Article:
East African Community Regional Network of Public Health Reference Laboratories for Communicable Diseases
(Re)-Emerging and Epidemic prone infectious diseases pose a significant public health and socio-economic burden in sub-Saharan Africa (SSA). Recent disease outbreaks, such as the past Ebola epidemic in West Africa and the on-going Ebola outbreaks in DRC, demonstrate the need for preparedness and rapid response to such outbreaks.
The East African Community (EAC), in collaboration with the Bernhard Nocht Institute for Tropical Medicine (BNITM), Hamburg, Germany are implementing a German Government funded the “Mobile Labs Project” to support the “EAC Regional Network of Public Health Reference Laboratories for Communicable Diseases”, which aims to establish a sustainable laboratory infrastructure and response network across East Africa.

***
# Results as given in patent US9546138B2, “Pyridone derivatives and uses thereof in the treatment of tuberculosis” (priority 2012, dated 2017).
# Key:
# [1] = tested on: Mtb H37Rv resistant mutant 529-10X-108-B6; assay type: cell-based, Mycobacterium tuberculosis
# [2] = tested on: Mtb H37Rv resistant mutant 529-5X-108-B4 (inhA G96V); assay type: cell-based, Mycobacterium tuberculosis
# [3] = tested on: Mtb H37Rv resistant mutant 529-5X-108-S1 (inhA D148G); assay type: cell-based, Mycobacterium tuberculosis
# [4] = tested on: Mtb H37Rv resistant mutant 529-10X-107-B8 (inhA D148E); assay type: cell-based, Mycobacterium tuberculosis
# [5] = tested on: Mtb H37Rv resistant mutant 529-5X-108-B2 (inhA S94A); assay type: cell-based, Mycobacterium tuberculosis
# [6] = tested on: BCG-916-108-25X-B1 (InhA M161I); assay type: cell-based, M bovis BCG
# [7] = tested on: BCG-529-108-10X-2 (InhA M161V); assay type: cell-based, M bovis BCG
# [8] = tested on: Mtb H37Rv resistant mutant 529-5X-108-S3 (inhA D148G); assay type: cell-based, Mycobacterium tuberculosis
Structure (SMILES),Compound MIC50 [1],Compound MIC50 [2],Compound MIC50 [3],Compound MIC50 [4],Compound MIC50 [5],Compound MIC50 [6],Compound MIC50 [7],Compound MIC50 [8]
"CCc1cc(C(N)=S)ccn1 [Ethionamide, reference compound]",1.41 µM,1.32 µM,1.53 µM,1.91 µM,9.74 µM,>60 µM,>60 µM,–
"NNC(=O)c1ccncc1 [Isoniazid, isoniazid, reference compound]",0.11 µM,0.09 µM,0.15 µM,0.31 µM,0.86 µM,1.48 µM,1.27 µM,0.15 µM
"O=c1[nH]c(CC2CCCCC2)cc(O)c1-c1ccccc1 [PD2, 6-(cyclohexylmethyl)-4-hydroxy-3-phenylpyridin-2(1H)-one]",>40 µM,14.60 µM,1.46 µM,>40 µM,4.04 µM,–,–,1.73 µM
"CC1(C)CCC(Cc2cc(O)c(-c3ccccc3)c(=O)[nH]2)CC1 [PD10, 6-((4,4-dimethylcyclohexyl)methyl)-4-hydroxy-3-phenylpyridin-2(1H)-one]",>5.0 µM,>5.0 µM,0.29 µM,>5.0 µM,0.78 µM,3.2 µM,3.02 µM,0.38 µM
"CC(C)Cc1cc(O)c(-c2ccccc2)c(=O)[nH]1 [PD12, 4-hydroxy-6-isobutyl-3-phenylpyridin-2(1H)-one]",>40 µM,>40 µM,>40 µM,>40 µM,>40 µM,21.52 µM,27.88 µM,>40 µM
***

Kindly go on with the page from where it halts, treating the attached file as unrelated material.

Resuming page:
Through the Mobile Labs Project, a total of nine mobile laboratories will be deployed to the EAC partner states Burundi, Kenya, Rwanda, South Sudan, Tanzania and Uganda. Mechanisms for robust diagnostics and surveillance reporting systems will be implemented across the participating countries to enable rapid cross border response to disease epidemics.
With its high expertise in the implementation of Mobile Laboratories, the BNITM is providing technical consultation to support the project. The institute draws on vast technical expertise to identify and support the procurement and set up of the mobile laboratories.
Subsequently, regional capacity to operate the mobile laboratories is built through three structured phases of training, lead by BNITM. In the first phase, two experts from all six partner countries came to BNITM for a specialised training of trainers in the use of the mobile laboratories and the specific diagnostic assays in October 2018. Next, these experts, with the support of the BNITM consultants, will conduct in country trainings, including external proficiency testing. Finally, BNITM with the EAC, will coordinate field exercises across the partner states, to reinforce the training and capture epidemiological data on disease burden.